|Publication number||US5910411 A|
|Application number||US 08/720,543|
|Publication date||Jun 8, 1999|
|Filing date||Sep 30, 1996|
|Priority date||Sep 30, 1996|
|Also published as||US5981188, WO1998014609A1|
|Publication number||08720543, 720543, US 5910411 A, US 5910411A, US-A-5910411, US5910411 A, US5910411A|
|Inventors||Miguel S. Barbosa, Jun Wu|
|Original Assignee||Signal Pharmaceuticals, Inc.|
|Export Citation||BiBTeX, EndNote, RefMan|
|Patent Citations (4), Non-Patent Citations (54), Classifications (12), Legal Events (6)|
|External Links: USPTO, USPTO Assignment, Espacenet|
The present invention relates generally to human cytomegalovirus infection. The invention is more particularly related to the identification of proteins and other agents that modulate gene expression necessary for HCMV replication and to the use of such agents in antiviral therapies.
Human cytomegalovirus (HCMV) is a ubiquitous member of the herpesvirus family that can induce a wide range of diseases, typically in newborns and immunocompromised adults. Nearly one percent of all live births in the United States are associated with congenital HCMV infection, with approximately 5 to 10 percent of infections resulting in significant neurological defects. In bone marrow transplant recipients, mortality due to HCMV pneumonia can be as high as forty percent. In addition, disseminated HCMV infection is common in AIDS patients and is frequently associated with conditions such as gastroenteritis and sight-threatening chorioretinitis.
The viral genome consists of a large double-stranded DNA molecule of approximately 230 kilobase pairs packaged within an enveloped capsid to form the infectious virion. Productive infection is species- and cell-specific and requires the tightly coordinated sequential expression of viral genes. Viral genes are divided into three kinetic classes: immediate early (IE), early (E) and late (L). The IE gene products, regulated by a complex enhancer promoter, are synthesized immediately after entry of the viral genome into the nucleus of infected cells and rely primarily on host factors for their expression. Transcriptional regulation of IE genes has been extensively studied and three major IE proteins have been characterized: IE72 (IE1 gene region), IE86 (IE2 gene region) and IE55 (IE2 gene region). Early genes are transcribed prior to viral DNA replication. The late genes, which constitute the majority of the viral genome, are transcribed in abundance only after viral DNA replication. Both early and late gene expression is modulated by one or more viral IE proteins, as well as host proteins.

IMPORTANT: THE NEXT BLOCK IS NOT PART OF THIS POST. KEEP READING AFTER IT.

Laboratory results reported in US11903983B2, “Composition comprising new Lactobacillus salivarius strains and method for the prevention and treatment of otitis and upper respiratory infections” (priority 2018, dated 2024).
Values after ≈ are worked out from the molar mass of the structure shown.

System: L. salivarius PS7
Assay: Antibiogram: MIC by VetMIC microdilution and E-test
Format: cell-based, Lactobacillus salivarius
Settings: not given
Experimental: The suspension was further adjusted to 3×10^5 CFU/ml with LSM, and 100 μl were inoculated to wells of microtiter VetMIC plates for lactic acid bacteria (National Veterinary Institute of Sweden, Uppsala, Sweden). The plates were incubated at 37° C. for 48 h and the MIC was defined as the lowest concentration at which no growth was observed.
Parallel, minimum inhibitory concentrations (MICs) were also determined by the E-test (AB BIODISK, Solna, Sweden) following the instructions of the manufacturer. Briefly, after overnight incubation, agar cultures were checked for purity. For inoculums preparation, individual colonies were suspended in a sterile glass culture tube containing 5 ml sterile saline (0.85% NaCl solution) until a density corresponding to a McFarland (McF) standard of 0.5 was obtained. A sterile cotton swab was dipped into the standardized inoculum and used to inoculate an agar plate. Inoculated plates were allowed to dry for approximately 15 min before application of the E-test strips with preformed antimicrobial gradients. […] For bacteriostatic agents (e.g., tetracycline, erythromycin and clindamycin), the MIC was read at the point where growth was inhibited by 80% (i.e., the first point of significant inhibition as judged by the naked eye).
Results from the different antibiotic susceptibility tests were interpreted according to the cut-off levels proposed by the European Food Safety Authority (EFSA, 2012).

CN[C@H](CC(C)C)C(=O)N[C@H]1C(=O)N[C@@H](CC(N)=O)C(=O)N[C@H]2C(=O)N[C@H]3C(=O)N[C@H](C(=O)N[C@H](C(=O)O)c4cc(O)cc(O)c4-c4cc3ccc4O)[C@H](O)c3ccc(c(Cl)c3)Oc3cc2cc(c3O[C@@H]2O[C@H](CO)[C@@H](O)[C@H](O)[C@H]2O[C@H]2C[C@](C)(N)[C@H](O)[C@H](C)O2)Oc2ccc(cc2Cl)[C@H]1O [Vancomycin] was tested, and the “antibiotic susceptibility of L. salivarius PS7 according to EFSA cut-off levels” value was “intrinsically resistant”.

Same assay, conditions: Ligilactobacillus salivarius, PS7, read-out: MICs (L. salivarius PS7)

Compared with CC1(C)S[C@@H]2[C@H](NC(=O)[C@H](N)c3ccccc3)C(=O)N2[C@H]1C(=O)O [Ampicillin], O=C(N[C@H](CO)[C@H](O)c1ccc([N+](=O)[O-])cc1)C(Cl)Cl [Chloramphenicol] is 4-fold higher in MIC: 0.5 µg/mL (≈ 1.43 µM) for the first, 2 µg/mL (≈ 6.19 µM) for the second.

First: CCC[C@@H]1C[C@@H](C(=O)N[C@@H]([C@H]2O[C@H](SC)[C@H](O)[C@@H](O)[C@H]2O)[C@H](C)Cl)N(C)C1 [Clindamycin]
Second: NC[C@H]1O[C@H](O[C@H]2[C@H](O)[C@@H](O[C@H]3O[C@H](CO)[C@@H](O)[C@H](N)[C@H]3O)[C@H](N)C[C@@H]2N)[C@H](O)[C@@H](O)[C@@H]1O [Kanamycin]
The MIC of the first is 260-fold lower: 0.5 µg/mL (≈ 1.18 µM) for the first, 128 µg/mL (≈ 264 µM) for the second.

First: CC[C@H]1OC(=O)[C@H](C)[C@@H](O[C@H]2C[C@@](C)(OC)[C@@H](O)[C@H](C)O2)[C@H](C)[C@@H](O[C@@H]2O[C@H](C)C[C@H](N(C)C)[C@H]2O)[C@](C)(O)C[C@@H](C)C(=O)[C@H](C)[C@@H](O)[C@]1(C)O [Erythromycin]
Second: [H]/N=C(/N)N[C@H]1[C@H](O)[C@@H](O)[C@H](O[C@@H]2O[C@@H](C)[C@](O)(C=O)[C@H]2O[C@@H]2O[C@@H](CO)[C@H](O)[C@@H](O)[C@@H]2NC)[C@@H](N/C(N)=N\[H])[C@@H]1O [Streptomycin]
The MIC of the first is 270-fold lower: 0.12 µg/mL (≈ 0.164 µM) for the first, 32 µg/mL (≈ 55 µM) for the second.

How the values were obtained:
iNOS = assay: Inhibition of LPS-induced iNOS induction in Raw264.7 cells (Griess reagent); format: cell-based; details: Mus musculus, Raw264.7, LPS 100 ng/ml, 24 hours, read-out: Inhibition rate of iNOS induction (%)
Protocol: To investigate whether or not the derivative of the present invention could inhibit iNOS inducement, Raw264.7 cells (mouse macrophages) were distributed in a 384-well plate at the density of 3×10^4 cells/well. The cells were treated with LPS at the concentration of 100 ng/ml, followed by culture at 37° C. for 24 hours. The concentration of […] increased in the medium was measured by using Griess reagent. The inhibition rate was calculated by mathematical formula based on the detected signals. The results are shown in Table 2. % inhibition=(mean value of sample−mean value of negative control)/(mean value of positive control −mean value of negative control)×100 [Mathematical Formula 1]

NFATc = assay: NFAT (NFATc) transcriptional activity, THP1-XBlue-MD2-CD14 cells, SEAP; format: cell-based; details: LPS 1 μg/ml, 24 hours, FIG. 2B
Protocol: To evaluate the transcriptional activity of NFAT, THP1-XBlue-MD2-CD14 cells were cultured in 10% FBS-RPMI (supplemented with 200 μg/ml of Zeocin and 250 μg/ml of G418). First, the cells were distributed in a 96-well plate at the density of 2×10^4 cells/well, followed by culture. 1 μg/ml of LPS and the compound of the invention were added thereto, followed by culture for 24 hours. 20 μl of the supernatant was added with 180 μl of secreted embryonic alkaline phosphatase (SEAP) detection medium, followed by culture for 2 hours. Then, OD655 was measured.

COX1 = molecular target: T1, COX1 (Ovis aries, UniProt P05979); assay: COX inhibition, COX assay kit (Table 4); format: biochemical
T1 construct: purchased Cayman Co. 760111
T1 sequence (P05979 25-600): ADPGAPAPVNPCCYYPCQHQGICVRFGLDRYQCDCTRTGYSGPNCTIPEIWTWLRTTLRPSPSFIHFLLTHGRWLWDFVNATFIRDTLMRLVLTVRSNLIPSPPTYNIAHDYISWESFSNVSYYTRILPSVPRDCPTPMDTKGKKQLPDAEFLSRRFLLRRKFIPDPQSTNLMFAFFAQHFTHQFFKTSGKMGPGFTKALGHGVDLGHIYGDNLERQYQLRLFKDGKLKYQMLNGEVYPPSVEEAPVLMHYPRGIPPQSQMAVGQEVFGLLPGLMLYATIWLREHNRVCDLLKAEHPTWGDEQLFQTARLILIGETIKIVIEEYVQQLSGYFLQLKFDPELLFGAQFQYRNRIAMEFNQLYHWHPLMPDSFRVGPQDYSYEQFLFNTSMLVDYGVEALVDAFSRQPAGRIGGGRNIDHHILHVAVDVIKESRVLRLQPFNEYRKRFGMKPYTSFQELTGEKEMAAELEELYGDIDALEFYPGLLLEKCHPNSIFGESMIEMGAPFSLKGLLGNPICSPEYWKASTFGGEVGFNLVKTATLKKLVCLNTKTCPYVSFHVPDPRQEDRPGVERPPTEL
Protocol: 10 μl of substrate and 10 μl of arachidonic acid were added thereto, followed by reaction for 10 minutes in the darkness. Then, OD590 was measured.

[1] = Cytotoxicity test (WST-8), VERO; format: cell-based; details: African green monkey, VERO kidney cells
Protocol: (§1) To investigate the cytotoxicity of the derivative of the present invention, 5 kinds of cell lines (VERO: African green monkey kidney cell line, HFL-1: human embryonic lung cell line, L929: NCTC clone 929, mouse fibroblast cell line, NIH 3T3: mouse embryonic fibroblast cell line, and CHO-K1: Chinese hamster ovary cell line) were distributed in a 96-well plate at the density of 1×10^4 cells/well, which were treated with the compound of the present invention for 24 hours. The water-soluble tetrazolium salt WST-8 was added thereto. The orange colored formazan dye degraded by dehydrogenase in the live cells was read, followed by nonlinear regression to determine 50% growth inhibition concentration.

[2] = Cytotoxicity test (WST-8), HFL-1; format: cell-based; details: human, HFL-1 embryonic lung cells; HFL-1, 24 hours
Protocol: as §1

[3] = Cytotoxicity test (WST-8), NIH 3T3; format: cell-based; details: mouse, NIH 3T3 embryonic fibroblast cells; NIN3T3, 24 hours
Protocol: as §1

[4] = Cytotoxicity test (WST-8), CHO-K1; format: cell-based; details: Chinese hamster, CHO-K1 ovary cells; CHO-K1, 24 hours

Studies of the biological and biochemical function of IE72, IE86 and IE55 have indicated that these proteins play a critical role in HCMV cascade gene expression. All of these proteins have been shown to be involved in the transactivation of HCMV early promoters, as well as heterologous viral and cellular promoters. IE86 also plays a major role in repressing its own promoter, the major immediate early promoter (MIEP). The IE72 and IE55 proteins act to enhance the activity of the MIEP and augment the stimulatory effect of the IE86 protein on its responsive promoters.
Recently, the IE86 protein was shown to enhance UL112 early promoter activity by binding to discrete sequences. Three IE86 binding sites were identified in this promoter. However, direct binding of IE86 to the promoter is not absolutely required because deletion of these target sites retained 40% of the response to IE86 transactivation (Arlt et al., J. Virol. 68:4117-4125, 1994). This transactivation by IE86 appears to involve the interaction of IE86 with the cellular transcriptional factor CREB (Lang et al., J. Virol. 69:6030-6037, 1995), which differs from the mechanism of transactivation of the HCMV early promoter UL54 (DNA polymerase, pol). An expression construct encoding the major IE proteins IE72, IE86 and IE55 has been shown to induce transactivation of the pol promoter (see Stenberg et al., J. Virol. 64:1556-1665, 1990). However, no IE86 binding sequences have been identified in the promoter. In addition, while HCMV-infected human foreskin fibroblasts showed a DNA binding activity specific for a pol promoter element termed IR1 (see Kerry et al., J. Virol. 68:4167-4176, 1994), it is unclear which IE protein plays the central role in DNA binding activity and in promoter activation.